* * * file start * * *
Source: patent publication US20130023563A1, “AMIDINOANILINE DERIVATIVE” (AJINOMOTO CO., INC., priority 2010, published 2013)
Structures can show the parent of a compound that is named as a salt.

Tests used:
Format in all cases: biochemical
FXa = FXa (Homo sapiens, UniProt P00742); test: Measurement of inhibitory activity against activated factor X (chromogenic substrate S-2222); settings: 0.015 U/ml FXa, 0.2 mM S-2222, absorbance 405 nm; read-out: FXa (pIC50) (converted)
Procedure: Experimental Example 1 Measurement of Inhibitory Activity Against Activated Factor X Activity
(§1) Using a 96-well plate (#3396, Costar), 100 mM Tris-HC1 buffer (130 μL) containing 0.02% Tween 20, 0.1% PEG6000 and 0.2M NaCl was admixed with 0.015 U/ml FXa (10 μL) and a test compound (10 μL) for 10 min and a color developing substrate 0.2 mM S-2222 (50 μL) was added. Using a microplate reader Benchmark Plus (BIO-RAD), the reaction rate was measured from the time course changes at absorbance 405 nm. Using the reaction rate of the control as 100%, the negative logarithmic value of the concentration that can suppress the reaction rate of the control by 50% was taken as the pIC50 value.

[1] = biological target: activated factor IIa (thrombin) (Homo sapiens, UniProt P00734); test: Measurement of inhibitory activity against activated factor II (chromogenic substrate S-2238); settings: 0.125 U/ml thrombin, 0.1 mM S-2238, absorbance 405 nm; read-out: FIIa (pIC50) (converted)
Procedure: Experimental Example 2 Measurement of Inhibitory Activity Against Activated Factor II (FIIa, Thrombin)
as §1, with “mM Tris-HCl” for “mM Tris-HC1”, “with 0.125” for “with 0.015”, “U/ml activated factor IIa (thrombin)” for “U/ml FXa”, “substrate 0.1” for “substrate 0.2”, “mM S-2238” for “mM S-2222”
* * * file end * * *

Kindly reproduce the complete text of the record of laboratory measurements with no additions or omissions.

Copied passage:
Source: patent publication US20130023563A1, “AMIDINOANILINE DERIVATIVE” (AJINOMOTO CO., INC., priority 2010, published 2013)
Structures can show the parent of a compound that is named as a salt.

Tests used:
Format in all cases: biochemical
FXa = FXa (Homo sapiens, UniProt P00742); test: Measurement of inhibitory activity against activated factor X (chromogenic substrate S-2222); settings: 0.015 U/ml FXa, 0.2 mM S-2222, absorbance 405 nm; read-out: FXa (pIC50) (converted)
Procedure: Experimental Example 1 Measurement of Inhibitory Activity Against Activated Factor X Activity
(§1) Using a 96-well plate (#3396, Costar), 100 mM Tris-HC1 buffer (130 μL) containing 0.02% Tween 20, 0.1% PEG6000 and 0.2M NaCl was admixed with 0.015 U/ml FXa (10 μL) and a test compound (10 μL) for 10 min and a color developing substrate 0.2 mM S-2222 (50 μL) was added. Using a microplate reader Benchmark Plus (BIO-RAD), the reaction rate was measured from the time course changes at absorbance 405 nm. Using the reaction rate of the control as 100%, the negative logarithmic value of the concentration that can suppress the reaction rate of the control by 50% was taken as the pIC50 value.

[1] = biological target: activated factor IIa (thrombin) (Homo sapiens, UniProt P00734); test: Measurement of inhibitory activity against activated factor II (chromogenic substrate S-2238); settings: 0.125 U/ml thrombin, 0.1 mM S-2238, absorbance 405 nm; read-out: FIIa (pIC50) (converted)
Procedure: Experimental Example 2 Measurement of Inhibitory Activity Against Activated Factor II (FIIa, Thrombin)
as §1, with “mM Tris-HCl” for “mM Tris-HC1”, “with 0.125” for “with 0.015”, “U/ml activated factor IIa (thrombin)” for “U/ml FXa”, “substrate 0.1” for “substrate 0.2”, “mM S-2238” for “mM S-2222”